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Title: Are These Chemicals Part of a Depopulation Agenda?
Source: [None]
URL Source: https://articles.mercola.com/sites/ ... rine-disrupting-chemicals.aspx
Published: May 14, 2022
Author: Dr. Joseph Mercola
Post Date: 2022-05-14 10:04:54 by BTP Holdings
Keywords: None
Views: 29
Comments: 1

Are These Chemicals Part of a Depopulation Agenda?

Analysis by Dr. Joseph Mercola

May 14, 2022

STORY AT-A-GLANCE

> In 1992, researchers published data showing the quality of sperm counts in men had been cut nearly in half over the previous 50 years. A 2017 systematic review confirmed this trend, showing a 50% to 60% drop in total sperm count among men in North America, Europe, Australia and New Zealand between 1973 and 2011
> Testosterone has also declined in tandem with lower sperm counts, while miscarriage rates among women and erectile dysfunction among men have been steadily rising
> We can rule out genetics as the cause, because the decline in sperm count is simply too rapid. That leaves us with environmental causes. Environmental causes can be broadly divided into two broad categories: Lifestyle and chemicals
? Lifestyle factors that negatively impact fertility include obesity, smoking, binge drinking and stress
> A great number of chemicals can impact fertility either directly or indirectly, but the most concerning class are endocrine disrupting chemicals (EDCs) such as phthalates. EDCs disrupt hormones, including sex hormones necessary for reproductive function, such as testosterone

In the After Skool video above, Shanna H. Swan, Ph.D., a leading environmental and reproductive epidemiologist and professor of environmental medicine and public health at the Icahn school of Medicine at Mount Sinai in New York City, examines the role of environmental toxins in reproductive health.

In 1992, researchers published data showing the quality of sperm counts in men had been cut nearly in half over the previous 50 years. According to this study:1

“Linear regression of data weighted by number of men in each study showed a significant decrease in mean sperm count from 113 x 10(6)/ml in 1940 to 66 x 10(6)/ml in 1990 and in seminal volume from 3.40 ml to 2.75 ml, indicating an even more pronounced decrease in sperm production than expressed by the decline in sperm density ...

As male fertility is to some extent correlated with sperm count the results may reflect an overall reduction in male fertility. The biological significance of these changes is emphasized by a concomitant increase in the incidence of genitourinary abnormalities such as testicular cancer and possibly also cryptorchidism and hypospadias, suggesting a growing impact of factors with serious effects on male gonadal function.”

Are Humans Going Extinct?

Swan was initially skeptical, but she decided to look into it some more. To her amazement, after reviewing each of the 60 studies included in that 1992 analysis, she could find nothing to indicate that the finding was a fluke. It was the most stable trend she’d ever come across, and she spent the next 20 years investigating why human reproduction is plummeting.

In 2017, she published a systematic review and meta-regression analysis2 showing a 50% to 60% drop in total sperm count among men in North America, Europe, Australia and New Zealand between 1973 and 2011. Overall, men in these countries had a 52.4% decline in sperm concentration and a 59.3% decline in total sperm count (sperm concentration multiplied by the total volume of an ejaculate).

Swan refers to this shocking 39-year decline as “the 1% effect,” meaning the cumulative effect that an annual change of just 1% has over time. Testosterone has also declined in tandem with lower sperm counts, while miscarriage rates among women and erectile dysfunction among men have been steadily rising.

If these trends continue, and there’s no indication that they won’t, in the not-so-distant future, we’ll be looking at a male population that is completely infertile. At that point, the human population will become extinct. Along the way, however, we’ll be facing a number of other pressing problems.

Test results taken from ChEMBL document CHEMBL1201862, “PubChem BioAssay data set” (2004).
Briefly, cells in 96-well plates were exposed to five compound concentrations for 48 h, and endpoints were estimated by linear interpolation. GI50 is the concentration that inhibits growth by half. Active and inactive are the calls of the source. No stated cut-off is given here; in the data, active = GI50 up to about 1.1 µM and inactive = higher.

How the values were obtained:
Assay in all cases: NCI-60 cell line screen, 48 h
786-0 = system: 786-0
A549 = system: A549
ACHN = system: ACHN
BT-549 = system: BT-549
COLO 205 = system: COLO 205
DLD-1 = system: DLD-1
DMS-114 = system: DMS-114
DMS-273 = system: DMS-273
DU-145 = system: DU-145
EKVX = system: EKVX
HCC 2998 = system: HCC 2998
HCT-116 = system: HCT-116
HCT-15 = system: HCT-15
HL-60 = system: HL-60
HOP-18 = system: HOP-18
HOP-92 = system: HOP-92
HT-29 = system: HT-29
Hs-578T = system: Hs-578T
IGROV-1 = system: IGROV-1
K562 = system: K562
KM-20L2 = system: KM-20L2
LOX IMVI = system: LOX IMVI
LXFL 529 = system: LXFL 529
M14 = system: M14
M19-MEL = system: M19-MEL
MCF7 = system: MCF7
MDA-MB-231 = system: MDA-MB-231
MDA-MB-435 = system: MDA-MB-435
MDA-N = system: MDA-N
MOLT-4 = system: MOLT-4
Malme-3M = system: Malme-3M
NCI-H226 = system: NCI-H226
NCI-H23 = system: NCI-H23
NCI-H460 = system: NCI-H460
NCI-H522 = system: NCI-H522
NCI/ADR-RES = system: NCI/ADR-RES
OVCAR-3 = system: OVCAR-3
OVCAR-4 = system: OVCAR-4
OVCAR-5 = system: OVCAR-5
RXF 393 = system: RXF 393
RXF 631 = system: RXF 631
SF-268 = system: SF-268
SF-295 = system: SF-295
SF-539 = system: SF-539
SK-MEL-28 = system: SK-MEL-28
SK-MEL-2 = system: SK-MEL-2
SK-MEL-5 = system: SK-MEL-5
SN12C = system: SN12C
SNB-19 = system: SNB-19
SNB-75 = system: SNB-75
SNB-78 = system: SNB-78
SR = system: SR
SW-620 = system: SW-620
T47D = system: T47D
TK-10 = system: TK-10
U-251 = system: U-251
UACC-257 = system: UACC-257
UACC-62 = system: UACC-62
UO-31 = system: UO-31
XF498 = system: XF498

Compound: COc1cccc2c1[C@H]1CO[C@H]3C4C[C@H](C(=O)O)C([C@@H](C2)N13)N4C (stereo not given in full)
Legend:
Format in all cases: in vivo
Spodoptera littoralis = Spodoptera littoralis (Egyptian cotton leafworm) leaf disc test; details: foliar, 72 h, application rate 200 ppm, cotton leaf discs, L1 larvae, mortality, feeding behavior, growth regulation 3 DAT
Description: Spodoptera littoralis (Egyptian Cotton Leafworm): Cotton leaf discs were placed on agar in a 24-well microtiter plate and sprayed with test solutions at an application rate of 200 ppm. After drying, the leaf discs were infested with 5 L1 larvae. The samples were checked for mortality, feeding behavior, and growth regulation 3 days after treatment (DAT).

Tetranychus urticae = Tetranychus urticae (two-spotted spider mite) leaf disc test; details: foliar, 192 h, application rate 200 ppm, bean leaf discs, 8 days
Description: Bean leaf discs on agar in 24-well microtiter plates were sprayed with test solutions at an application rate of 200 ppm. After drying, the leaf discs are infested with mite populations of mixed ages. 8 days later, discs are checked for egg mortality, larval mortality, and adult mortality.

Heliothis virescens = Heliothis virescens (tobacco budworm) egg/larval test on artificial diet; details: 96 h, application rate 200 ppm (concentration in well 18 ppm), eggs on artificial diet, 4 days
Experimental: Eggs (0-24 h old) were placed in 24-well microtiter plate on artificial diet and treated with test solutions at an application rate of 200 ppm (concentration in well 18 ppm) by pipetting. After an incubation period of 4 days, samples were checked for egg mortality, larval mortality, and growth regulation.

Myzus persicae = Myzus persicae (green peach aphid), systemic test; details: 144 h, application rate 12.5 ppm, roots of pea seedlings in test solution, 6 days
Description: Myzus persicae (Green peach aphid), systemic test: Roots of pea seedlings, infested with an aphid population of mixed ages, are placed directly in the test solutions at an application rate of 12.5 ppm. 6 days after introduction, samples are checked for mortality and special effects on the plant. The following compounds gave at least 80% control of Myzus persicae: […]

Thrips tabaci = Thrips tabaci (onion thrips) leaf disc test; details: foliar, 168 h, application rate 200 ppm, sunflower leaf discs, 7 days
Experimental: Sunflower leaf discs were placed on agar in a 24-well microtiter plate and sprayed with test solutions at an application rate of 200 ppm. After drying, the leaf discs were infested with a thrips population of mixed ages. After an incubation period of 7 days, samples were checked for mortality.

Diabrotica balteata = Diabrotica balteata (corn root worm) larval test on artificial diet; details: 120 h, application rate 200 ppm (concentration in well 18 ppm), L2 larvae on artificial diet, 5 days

How Will We Care for Aging Baby Boomers?

Historically, the age distribution of the population has looked like a pyramid. The bottom largest section was children, the middle, slightly smaller section was working adults, and the top of the pyramid was seniors. This worked out well, because the younger population was able to financially support and care for the much smaller older segment.

We no longer have that pyramid. In most countries, the population distribution now looks like a light bulb, with a narrow base of children, a bulbous segment of adults, and a narrowing but still very large segment of older adults.

Part of the equation is the fact that life spans have gotten longer, which is wonderful. But the funds to support this aging population — through social security and Medicare in the U.S., for example — are dwindling, as the payer base is shrinking so dramatically.

Another problem is the fact that we won’t have the labor force required to keep the economy afloat. There aren’t enough children to fill all the jobs after the adult population retires.

What’s the Cause?

According to Swan, there are likely a whole host of factors contributing to this reproductive calamity. We can, however, rule out genetics, because the decline in sperm count is simply too rapid. A 50% decline in just two generations cannot be explained by genetics.

That leaves us with environmental causes. Environmental causes can be broadly divided into two broad categories: Lifestyle and chemicals. Lifestyle factors that negatively impact fertility include:

> Obesity
> Smoking
> Binge drinking
> Stress

On the chemical side, we know that a great number of chemicals can impact fertility either directly or indirectly, but the most concerning class are endocrine disrupting chemicals (EDCs).3 EDCs disrupt hormones, including sex hormones necessary for reproductive function.

Many EDCs will mimic hormones, effectively taking their place. But, of course, the chemical doesn’t function the way the natural hormone does, so whatever that hormone controls won’t function well either. As explained in the 2019 report, “Male Infertility and Environmental Factors”:4

“Classically the EDCs bind to the androgen or estrogen receptor triggering an agonist or antagonist action. These in turn lead to increased or decreased gene expression of sex-specific genes.

In addition, EDCs act on steroidogenic enzymes and the metabolism of hormones, for example, inhibit the activity of 5-± reductase, which is the most important enzyme in the production of dihydrotestosterone and hence the regulation of the masculinization of the external genitalia and the prostate.